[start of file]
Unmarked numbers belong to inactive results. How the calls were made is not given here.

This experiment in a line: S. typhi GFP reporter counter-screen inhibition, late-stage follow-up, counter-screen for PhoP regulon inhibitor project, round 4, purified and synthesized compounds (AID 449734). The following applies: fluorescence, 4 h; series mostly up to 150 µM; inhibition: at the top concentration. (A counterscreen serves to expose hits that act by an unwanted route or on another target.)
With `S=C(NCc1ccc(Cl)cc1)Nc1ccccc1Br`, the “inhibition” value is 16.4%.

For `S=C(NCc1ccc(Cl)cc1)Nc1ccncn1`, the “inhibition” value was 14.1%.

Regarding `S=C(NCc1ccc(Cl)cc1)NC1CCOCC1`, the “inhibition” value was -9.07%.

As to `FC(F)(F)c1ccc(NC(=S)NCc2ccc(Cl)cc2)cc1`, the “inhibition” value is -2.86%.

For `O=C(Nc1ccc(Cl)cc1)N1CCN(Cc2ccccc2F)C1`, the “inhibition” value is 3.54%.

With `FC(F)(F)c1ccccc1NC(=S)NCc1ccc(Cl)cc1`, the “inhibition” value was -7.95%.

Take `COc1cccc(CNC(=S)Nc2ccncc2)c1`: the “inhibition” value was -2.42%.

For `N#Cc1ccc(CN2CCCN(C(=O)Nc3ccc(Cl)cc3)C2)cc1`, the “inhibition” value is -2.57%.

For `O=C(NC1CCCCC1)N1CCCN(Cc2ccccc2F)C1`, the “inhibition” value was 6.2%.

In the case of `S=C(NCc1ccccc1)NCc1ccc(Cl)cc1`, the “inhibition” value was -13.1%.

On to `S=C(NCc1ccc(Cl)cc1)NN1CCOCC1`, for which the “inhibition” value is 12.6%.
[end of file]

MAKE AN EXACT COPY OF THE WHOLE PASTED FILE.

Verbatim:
Unmarked numbers belong to inactive results. How the calls were made is not given here.

This experiment in a line: S. typhi GFP reporter counter-screen inhibition, late-stage follow-up, counter-screen for PhoP regulon inhibitor project, round 4, purified and synthesized compounds (AID 449734). The following applies: fluorescence, 4 h; series mostly up to 150 µM; inhibition: at the top concentration. (A counterscreen serves to expose hits that act by an unwanted route or on another target.)
With `S=C(NCc1ccc(Cl)cc1)Nc1ccccc1Br`, the “inhibition” value is 16.4%.

For `S=C(NCc1ccc(Cl)cc1)Nc1ccncn1`, the “inhibition” value was 14.1%.

Regarding `S=C(NCc1ccc(Cl)cc1)NC1CCOCC1`, the “inhibition” value was -9.07%.

As to `FC(F)(F)c1ccc(NC(=S)NCc2ccc(Cl)cc2)cc1`, the “inhibition” value is -2.86%.

For `O=C(Nc1ccc(Cl)cc1)N1CCN(Cc2ccccc2F)C1`, the “inhibition” value is 3.54%.

With `FC(F)(F)c1ccccc1NC(=S)NCc1ccc(Cl)cc1`, the “inhibition” value was -7.95%.

Take `COc1cccc(CNC(=S)Nc2ccncc2)c1`: the “inhibition” value was -2.42%.

For `N#Cc1ccc(CN2CCCN(C(=O)Nc3ccc(Cl)cc3)C2)cc1`, the “inhibition” value is -2.57%.

For `O=C(NC1CCCCC1)N1CCCN(Cc2ccccc2F)C1`, the “inhibition” value was 6.2%.

In the case of `S=C(NCc1ccccc1)NCc1ccc(Cl)cc1`, the “inhibition” value was -13.1%.

On to `S=C(NCc1ccc(Cl)cc1)NN1CCOCC1`, for which the “inhibition” value is 12.6%.